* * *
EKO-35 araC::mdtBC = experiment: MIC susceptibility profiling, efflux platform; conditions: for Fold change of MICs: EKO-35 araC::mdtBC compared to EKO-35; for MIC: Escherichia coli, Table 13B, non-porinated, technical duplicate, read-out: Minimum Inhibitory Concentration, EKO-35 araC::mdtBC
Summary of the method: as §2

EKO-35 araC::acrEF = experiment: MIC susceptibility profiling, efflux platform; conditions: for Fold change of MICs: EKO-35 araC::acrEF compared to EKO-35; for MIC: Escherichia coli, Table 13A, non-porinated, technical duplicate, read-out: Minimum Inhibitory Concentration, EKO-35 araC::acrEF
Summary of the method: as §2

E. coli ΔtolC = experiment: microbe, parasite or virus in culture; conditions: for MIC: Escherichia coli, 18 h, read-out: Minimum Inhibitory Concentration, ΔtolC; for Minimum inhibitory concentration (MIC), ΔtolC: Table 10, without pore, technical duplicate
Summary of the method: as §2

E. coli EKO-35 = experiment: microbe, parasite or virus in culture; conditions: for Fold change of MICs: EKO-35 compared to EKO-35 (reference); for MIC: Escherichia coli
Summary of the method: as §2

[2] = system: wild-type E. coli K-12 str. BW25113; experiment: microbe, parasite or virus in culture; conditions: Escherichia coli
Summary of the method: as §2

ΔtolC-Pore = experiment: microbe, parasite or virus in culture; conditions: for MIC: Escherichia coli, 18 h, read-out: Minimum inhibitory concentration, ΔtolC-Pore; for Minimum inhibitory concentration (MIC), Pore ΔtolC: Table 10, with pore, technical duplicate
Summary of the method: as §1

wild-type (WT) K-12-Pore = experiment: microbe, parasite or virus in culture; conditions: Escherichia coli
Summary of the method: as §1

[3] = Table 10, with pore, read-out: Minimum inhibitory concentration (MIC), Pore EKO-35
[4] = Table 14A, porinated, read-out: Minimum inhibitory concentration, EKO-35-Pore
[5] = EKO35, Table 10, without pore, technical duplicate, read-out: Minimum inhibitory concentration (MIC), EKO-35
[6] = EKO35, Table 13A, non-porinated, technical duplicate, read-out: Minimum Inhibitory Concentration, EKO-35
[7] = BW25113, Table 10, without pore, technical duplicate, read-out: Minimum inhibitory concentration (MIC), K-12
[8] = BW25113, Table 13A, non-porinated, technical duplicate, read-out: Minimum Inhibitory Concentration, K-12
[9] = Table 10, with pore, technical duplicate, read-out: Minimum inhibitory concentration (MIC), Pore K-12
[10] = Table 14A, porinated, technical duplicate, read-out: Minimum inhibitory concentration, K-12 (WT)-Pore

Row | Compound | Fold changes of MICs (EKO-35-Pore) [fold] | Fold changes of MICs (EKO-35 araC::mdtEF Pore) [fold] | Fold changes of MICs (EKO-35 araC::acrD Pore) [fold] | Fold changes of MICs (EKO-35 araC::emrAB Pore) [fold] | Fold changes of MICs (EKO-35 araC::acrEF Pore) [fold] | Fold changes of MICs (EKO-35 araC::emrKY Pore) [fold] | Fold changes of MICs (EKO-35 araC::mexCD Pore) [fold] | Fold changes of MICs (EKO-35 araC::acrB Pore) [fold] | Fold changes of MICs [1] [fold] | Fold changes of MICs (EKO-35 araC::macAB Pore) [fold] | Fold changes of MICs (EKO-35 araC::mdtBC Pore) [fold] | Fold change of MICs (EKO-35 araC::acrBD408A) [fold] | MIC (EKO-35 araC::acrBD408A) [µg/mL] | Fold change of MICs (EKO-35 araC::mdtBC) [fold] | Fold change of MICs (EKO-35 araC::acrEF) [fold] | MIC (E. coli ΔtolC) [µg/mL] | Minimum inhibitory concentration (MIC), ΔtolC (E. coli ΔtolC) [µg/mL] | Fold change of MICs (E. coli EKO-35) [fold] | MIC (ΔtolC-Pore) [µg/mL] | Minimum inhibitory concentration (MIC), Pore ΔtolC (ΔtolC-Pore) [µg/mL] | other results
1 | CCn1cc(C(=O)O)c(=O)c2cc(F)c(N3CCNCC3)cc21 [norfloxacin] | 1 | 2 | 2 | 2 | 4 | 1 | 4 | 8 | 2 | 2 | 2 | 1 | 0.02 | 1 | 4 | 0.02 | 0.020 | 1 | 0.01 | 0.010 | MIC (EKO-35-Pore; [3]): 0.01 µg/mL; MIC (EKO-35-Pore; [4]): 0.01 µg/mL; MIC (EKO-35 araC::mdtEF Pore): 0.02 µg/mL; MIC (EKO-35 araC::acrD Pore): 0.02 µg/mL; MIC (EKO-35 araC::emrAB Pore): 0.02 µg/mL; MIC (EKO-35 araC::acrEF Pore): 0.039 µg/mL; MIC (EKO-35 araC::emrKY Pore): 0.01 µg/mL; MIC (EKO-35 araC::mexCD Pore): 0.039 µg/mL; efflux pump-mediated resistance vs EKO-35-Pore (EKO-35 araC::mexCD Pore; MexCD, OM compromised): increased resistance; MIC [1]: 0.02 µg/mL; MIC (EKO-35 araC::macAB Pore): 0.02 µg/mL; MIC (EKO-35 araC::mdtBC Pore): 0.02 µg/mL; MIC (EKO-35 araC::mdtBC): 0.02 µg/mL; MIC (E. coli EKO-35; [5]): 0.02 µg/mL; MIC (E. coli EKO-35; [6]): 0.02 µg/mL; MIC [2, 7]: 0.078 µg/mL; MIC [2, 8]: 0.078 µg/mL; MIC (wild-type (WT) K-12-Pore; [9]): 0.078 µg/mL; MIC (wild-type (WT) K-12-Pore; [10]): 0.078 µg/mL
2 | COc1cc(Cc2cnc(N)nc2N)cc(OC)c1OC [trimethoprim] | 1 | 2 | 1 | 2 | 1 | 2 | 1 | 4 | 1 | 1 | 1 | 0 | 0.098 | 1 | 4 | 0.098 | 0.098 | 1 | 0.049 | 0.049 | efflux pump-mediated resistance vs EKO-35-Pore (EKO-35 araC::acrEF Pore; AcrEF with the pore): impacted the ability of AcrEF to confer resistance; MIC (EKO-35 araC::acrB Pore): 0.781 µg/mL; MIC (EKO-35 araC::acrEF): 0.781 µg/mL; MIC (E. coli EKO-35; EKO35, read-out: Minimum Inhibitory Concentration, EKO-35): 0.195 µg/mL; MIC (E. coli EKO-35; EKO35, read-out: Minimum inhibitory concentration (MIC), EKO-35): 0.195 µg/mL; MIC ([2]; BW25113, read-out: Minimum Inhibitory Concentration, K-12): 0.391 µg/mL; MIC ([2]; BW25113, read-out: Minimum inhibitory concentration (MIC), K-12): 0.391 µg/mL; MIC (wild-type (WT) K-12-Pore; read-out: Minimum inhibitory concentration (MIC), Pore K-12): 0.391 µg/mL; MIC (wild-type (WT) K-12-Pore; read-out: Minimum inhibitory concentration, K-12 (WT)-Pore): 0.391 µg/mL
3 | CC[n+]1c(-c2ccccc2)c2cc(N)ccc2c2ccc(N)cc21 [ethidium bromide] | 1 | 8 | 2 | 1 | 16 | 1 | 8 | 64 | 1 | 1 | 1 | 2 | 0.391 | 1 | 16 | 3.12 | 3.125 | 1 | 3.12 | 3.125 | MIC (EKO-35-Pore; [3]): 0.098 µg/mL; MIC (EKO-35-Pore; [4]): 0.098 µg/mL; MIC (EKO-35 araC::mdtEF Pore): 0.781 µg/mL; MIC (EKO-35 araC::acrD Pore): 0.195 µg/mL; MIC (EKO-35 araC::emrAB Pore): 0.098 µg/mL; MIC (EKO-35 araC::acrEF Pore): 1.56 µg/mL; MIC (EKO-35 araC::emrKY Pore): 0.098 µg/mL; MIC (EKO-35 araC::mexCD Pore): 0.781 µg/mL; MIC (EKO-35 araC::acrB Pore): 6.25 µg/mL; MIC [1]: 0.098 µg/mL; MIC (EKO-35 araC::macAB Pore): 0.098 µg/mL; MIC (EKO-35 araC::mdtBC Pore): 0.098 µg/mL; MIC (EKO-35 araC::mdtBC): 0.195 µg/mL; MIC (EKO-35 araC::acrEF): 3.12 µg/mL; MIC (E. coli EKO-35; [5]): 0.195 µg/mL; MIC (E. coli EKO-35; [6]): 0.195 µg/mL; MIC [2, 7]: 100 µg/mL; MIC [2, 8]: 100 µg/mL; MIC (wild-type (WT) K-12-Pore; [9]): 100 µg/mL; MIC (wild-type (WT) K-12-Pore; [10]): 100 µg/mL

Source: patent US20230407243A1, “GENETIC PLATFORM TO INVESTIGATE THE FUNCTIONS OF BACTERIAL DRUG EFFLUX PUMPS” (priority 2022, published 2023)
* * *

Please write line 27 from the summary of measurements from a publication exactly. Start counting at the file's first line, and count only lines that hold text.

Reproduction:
Source: patent US20230407243A1, “GENETIC PLATFORM TO INVESTIGATE THE FUNCTIONS OF BACTERIAL DRUG EFFLUX PUMPS” (priority 2022, published 2023)